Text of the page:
When I was in my late teens, early twenties, I used to go to a lot of LAN parties. I hosted a few of them (learnt first hand what happens when you plug too many computers into daisy-chained power boards … more inconvenient than bad, but still day-ruining). They were great. (I’m not going to describe what a LAN party is. If you don’t know, then you can easily find out.)
I hosted a couple of LAN parties at the church I was attending at the time and one of the people helping me advertise it to the youth group there thought it was called a ‘LAND party’ hence the title.
It was a social form of what was, in many ways, a deeply anti-social pastime: video gaming. It was a room full of geeks hopped up on caffeine and taurine (and maybe some alcohol, but that could get very nasty very quickly) valiantly turning away sleep for days at a time.
The thing people often forget is that many homes didn’t have Internet back in the 2000s and of those that did, some were still on dial-up. Playing games over the Internet is not an extremely new phenomenon, but it certainly wasn’t a major part of my early adulthood. (A year or two before I went to my first LAN party, I played a game of Red Alert using a direct line from my computer to a friend’s. It absolutely broke my heart when my mum tried to make a call and disconnected our game which I maintain that I was winning.) LAN parties were a chance for me to face real, human opponents, not poorly written computer AIs.
I played my first game of Unreal Tournament at a LAN party – I wasn’t very good and, man, could those gamers be cruel. It was an intensely competitive atmosphere but still somehow managed to be fun. A bit like a mini-convention, just a room full of (sometimes hundreds of) people coming together for the same thing: to destroy their opponents and have a laugh.
Any story about LAN parties from the early 2000s would be incomplete without a reference to file sharing. I, of course, never participated directly in illegal file sharing, nor did I condone it. But I couldn’t ignore it. Back in the days when downloading an episode of a recent TV program took hours or days, back when I had to download so many CODECs and try for hours to get Windows Media Player to play nicely with them. Back when burning a CD was still a novelty (for me at least). It was so bloody awesome to go to a LAN party and take a look at what everybody had on offer. Security? What’s that? I’ll just set up a network share and let anybody take a look. You want to drop something in my folder? Go ahead, just please don’t delete anything. And you know what? People didn’t.
(Probably the most popular people at these LAN parties were those who had downloaded or traded an enormous amount of data but who hadn’t left it in the abominable state they’d found it in, but who had meticulously organised it into logical folders. Man, they were the best.)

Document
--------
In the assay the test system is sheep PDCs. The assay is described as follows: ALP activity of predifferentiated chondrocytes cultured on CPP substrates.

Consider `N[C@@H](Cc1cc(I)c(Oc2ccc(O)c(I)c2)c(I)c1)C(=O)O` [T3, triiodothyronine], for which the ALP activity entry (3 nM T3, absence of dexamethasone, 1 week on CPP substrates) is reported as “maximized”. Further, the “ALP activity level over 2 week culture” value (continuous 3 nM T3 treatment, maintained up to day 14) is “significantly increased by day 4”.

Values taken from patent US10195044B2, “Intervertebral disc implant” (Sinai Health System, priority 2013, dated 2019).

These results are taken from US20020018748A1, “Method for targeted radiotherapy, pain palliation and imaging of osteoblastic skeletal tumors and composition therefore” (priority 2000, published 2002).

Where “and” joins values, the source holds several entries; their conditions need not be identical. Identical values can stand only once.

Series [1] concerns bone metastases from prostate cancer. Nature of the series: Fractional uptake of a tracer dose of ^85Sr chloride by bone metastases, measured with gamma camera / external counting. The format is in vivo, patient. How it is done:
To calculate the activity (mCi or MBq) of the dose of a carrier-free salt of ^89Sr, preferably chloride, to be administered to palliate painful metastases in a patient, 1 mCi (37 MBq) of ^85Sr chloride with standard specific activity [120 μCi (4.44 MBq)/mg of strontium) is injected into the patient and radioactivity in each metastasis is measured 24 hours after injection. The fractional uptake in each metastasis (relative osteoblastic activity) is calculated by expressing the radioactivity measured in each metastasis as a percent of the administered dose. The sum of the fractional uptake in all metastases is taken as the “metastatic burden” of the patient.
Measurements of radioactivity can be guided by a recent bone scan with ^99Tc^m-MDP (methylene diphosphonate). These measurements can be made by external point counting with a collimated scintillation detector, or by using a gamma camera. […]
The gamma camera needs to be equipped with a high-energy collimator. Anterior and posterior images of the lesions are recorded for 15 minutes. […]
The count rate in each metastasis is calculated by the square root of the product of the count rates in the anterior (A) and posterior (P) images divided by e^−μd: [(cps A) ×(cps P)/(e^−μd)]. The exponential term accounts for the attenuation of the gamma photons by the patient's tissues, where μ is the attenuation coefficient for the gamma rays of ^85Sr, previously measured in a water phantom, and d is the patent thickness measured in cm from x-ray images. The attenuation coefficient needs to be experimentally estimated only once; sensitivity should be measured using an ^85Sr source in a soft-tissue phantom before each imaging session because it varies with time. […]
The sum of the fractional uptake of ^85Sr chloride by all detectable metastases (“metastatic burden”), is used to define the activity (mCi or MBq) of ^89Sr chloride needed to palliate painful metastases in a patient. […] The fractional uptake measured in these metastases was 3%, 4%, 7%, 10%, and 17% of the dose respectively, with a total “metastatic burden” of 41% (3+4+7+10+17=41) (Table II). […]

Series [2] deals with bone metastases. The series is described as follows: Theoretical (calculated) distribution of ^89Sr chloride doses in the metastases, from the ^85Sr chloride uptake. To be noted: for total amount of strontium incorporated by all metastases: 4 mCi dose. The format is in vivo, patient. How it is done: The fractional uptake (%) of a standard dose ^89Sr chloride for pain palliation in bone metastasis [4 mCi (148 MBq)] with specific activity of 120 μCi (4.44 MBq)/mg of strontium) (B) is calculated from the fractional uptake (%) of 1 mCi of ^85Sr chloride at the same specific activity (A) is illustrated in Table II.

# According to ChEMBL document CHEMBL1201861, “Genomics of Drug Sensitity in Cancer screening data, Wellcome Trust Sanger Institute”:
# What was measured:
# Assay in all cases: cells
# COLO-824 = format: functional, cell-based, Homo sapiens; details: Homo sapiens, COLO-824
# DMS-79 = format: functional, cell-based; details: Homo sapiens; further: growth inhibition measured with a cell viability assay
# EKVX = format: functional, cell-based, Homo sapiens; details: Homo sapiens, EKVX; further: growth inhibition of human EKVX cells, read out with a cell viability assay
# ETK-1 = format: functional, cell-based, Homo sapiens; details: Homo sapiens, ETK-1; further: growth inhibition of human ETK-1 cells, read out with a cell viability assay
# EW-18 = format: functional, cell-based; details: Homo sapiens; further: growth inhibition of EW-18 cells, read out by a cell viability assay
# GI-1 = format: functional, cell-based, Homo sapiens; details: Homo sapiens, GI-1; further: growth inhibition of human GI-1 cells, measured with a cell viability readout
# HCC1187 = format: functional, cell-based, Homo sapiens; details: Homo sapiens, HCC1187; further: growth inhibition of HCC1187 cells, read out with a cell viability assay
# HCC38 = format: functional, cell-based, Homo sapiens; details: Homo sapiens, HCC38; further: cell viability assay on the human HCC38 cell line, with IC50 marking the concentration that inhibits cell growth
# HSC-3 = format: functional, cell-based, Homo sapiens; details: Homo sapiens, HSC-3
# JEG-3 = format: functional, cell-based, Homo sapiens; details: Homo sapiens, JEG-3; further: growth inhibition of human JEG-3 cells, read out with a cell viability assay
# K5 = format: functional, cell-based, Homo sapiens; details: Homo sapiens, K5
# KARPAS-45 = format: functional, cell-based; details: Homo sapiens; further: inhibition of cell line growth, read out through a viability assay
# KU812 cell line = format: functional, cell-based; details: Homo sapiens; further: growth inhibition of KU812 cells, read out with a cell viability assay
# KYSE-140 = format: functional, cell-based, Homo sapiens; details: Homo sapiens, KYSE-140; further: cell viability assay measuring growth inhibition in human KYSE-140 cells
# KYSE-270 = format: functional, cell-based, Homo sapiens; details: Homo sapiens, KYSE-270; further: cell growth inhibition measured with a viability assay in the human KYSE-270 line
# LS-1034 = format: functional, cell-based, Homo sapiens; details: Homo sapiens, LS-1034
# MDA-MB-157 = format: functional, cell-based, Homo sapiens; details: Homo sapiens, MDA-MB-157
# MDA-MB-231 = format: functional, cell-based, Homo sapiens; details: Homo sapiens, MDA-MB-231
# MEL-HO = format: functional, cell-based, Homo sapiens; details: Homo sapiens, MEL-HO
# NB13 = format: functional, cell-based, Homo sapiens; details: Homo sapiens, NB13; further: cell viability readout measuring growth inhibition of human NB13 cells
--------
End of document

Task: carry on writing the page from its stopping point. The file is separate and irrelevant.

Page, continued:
I’m not how much of this went on at other LAN parties, but at the ones I organised, there was always some form of table-top gaming, whether it be Warhammer, CCGs and TCGs, traditional board games, RPGs or whatever. It added a great combination of physical and social interaction to the mix and exposed a lot of gamers to types of gaming that had been around for decades and were still intensely entertaining and challenging.
The only thing I wish I’d done but didn’t was to set up a MAME cabinet or at least a computer with MAME running. It would’ve been so much fun. Missed opportunities, eh?
Just like any other geeky activity (conventions, role playing, cosplay, etc.), the atmosphere was very accepting and comfortable for those in the know, but must have seemed rather peculiar to those from outside the geek kingdom. Each of the friends I made, the things I learned, the laughs we had changed my life a little, helped me to feel less alone, helped me to gain some confidence. Without social events like these, I could easily have been lost in the far-too-common social paralysis that affects so many people just a bit too far from the norm.
I don’t know if anybody else goes to LAN parties, but I haven’t been to one in ages. I’m sure they’re still rather popular in some circles. I, unfortunately, was never a greatly enthusiastic gamer and, as the games became more and more real and complicated, I found that I just wasn’t up to the task (and didn’t have enough time to get up to scratch).
Without the motivation of testing skills I had spent hours and hours perfecting at home, without the motivation of terabytes and terabytes of great new TV shows, music, movies and software to take a look at, without the friends around me who also loved it, I just kind of gave up.
I’ll never forget the many, many hours I spent gaming with my mates, but I doubt I’ll go back.
And, finally, a shout out to Valhalla, the biggest and, arguably, best LAN parties in South Australia (sadly, not still going – http://www.valhalla.net.au/).
A couple of links that warmed my heart (or is it cockles?):